Manure fertilizers, application - FI Luomuliitto Standards for "Leppäkerttu" quality label 2004 It is required that all animal manure used for growing products intended directly for human consumption must be composted. There is no such requirement in the EU Regulation No. 2092/91. Composting of the manure is regarded as important in the eyes of the consumers.
Plant protection, copper - AT Bio Austria General Standard 2006
/style/images/fileicons/text_plain.png /style/images/fileicons/text_plain.png
The annual amount of copper for plant protection is more restricted then in annex II B of EEC-regulation 2092/91. Per year are allowed 2 kg/ha, to fruits 2,5 kg/ha, to vineyard 3 kg/ha and to hope 4 kg/ha. (BA-Rules chapter 2.1.5, 2.3.3, 4.1.7, 4.3.8, 4.4.3, 4.4.7)
EU Regulation 2092/91 allows 6 kg copper from the end of 2006, but no restrictions are made in terms of different crops. Bio Austria General Standard restricts the amount of copper per ha in relation to different crops (2-4 kg/ha). The Bio Austria General Standard restricts copper application between 2-4 kg per ha in relation to different crops. EU Regulation 2092/91 allows 6 kg copper from the end of 2006. No restrictions are made in terms of different crops.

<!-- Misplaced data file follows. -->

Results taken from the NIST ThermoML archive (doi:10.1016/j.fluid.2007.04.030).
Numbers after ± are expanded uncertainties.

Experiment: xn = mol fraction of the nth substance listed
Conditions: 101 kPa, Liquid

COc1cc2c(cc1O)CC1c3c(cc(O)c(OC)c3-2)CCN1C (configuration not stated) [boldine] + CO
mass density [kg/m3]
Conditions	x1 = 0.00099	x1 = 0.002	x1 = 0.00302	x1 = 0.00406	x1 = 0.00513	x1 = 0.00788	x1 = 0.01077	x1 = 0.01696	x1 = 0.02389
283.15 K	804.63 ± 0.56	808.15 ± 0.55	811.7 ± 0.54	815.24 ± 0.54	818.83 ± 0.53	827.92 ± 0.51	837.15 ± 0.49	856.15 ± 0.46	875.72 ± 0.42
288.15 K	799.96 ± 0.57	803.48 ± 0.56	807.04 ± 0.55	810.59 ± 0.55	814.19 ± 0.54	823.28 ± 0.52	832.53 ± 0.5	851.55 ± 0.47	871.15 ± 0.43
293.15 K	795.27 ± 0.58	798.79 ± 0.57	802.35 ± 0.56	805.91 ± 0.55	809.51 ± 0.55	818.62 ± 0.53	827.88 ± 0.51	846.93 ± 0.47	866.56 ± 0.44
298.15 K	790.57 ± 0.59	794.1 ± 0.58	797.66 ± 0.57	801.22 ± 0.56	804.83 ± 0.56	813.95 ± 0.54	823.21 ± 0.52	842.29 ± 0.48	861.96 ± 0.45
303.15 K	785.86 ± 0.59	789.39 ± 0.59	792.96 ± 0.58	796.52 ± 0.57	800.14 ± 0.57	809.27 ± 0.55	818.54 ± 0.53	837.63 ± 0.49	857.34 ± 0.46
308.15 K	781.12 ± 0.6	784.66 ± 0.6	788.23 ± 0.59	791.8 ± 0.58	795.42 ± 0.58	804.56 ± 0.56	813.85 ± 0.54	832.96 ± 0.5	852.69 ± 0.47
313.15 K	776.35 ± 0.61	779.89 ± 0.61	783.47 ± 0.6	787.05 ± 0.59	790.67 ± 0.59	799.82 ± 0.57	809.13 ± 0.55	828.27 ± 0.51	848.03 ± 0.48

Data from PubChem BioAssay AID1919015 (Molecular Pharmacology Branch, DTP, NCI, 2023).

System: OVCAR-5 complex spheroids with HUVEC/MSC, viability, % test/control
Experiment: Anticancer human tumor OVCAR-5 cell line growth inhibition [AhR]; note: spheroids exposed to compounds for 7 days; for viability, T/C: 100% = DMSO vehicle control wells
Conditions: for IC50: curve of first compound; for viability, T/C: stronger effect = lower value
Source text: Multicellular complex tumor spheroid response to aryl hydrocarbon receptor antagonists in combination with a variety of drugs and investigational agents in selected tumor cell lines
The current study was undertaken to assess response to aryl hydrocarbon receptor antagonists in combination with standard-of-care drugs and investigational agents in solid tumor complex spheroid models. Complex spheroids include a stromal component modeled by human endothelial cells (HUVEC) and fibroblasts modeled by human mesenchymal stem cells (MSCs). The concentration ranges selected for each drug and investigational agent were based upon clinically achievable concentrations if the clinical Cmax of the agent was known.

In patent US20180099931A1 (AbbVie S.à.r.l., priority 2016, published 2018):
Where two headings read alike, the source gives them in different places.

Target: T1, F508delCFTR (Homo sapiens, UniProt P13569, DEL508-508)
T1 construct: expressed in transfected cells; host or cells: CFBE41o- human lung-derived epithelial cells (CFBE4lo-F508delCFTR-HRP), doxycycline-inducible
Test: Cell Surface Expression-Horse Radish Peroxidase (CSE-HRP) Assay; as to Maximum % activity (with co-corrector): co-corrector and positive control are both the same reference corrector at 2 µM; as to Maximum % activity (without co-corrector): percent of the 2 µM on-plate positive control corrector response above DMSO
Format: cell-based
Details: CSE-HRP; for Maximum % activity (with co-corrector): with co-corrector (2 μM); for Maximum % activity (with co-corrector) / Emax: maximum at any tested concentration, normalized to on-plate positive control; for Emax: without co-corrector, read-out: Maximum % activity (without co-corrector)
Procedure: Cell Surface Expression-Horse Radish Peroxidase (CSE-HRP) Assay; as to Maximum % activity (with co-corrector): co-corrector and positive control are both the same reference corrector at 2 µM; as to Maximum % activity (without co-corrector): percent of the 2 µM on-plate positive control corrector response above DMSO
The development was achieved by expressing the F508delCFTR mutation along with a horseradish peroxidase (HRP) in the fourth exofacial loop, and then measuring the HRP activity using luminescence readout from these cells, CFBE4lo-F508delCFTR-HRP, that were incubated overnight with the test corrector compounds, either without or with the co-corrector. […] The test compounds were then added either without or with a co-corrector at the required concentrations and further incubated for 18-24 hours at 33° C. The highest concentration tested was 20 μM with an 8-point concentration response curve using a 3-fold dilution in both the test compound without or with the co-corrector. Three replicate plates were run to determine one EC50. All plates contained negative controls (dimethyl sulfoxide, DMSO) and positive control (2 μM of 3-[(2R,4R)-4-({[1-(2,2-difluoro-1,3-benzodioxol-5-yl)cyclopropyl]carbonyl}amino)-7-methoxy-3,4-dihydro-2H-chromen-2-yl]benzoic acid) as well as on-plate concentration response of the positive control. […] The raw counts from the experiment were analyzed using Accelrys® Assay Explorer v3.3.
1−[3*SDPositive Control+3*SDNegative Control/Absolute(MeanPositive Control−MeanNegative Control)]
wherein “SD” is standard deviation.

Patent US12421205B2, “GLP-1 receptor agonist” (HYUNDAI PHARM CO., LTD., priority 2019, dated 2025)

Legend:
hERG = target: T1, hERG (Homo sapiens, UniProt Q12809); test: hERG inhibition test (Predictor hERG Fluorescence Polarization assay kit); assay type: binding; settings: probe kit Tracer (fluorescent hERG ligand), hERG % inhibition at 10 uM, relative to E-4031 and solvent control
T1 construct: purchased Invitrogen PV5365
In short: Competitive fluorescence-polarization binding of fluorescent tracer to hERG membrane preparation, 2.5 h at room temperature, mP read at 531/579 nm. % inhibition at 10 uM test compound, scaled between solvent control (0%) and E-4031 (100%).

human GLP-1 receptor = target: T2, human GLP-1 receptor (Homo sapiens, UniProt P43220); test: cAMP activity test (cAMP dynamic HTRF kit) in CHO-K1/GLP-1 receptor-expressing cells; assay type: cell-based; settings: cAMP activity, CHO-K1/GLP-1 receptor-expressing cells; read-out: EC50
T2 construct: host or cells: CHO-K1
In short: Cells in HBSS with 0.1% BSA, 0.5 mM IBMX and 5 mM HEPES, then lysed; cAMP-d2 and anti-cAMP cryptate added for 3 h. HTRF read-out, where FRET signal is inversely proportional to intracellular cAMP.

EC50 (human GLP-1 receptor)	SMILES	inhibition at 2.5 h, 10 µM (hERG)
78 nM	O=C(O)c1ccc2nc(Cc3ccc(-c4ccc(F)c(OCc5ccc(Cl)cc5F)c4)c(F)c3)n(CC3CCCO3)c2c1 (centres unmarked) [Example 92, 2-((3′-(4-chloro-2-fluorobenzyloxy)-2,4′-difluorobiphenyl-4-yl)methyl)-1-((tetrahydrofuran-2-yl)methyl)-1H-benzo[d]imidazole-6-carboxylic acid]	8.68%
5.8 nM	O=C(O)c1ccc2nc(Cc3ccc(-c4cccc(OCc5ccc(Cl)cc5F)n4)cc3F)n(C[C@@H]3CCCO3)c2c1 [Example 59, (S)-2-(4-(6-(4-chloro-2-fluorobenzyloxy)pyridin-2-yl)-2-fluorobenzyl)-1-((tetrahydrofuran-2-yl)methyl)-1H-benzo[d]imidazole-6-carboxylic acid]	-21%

Soil management, irrigation - CZ PRO-BIO Standards 2004 Irrigation should not endanger water resources or the soil. EU Regulation 2092/91 does not deal with irrigation. Strong consideration of environmental impacts is a principle of organic production.
Soil management, salination - Int. IFOAM Standards 2005
/style/images/fileicons/text_plain.png /style/images/fileicons/text_plain.png
Relevant measures should be taken to prevent or remedy soil and water salination.(2.2.5)
EU Regulation 2092/91 does not address the problem of salination, while IFOAM requires measures to prevent salination. Water salination is a irreversible damage to a common resource and therefore does not correspond with the general principles of organic agriculture.